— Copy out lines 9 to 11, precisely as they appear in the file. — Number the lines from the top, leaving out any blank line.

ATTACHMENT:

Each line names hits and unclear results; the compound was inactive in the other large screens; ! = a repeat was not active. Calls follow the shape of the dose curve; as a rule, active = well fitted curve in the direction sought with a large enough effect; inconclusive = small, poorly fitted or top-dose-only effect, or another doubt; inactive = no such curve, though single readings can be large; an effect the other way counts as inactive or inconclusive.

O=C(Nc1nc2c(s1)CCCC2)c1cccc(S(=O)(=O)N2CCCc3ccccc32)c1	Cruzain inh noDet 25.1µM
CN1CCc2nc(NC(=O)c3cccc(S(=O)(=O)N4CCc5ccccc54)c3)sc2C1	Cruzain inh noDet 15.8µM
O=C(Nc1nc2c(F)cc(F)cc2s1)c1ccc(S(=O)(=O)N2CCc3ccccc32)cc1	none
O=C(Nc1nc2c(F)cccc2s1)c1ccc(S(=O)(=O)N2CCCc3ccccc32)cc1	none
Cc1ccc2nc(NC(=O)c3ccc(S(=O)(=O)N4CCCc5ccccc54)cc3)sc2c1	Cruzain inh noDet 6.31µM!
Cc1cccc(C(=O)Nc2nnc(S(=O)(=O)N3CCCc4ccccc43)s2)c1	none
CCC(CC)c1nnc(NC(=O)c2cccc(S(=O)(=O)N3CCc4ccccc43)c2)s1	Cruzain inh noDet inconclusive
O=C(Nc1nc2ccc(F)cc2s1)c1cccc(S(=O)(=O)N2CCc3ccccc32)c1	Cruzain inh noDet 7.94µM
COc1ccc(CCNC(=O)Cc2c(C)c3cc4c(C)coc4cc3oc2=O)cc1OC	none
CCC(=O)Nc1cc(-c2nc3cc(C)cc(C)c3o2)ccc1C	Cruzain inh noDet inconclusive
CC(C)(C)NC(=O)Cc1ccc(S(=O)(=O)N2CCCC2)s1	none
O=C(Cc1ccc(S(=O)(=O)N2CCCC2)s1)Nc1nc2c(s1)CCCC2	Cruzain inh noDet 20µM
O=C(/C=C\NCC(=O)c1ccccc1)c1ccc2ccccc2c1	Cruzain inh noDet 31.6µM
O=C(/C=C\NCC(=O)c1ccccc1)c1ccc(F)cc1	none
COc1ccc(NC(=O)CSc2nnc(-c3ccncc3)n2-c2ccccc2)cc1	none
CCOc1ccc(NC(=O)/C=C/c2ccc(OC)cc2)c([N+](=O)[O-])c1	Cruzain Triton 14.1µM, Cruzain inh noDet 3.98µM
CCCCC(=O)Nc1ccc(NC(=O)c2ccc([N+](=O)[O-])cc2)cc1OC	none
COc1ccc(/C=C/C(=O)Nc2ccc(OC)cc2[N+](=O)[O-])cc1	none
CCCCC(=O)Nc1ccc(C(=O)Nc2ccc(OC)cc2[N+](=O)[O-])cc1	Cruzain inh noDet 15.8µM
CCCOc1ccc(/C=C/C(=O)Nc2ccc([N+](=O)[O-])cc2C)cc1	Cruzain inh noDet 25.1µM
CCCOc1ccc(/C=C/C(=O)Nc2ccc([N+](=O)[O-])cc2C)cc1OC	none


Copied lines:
O=C(Nc1nc2ccc(F)cc2s1)c1cccc(S(=O)(=O)N2CCc3ccccc32)c1	Cruzain inh noDet 7.94µM
COc1ccc(CCNC(=O)Cc2c(C)c3cc4c(C)coc4cc3oc2=O)cc1OC	none
CCC(=O)Nc1cc(-c2nc3cc(C)cc(C)c3o2)ccc1C	Cruzain inh noDet inconclusive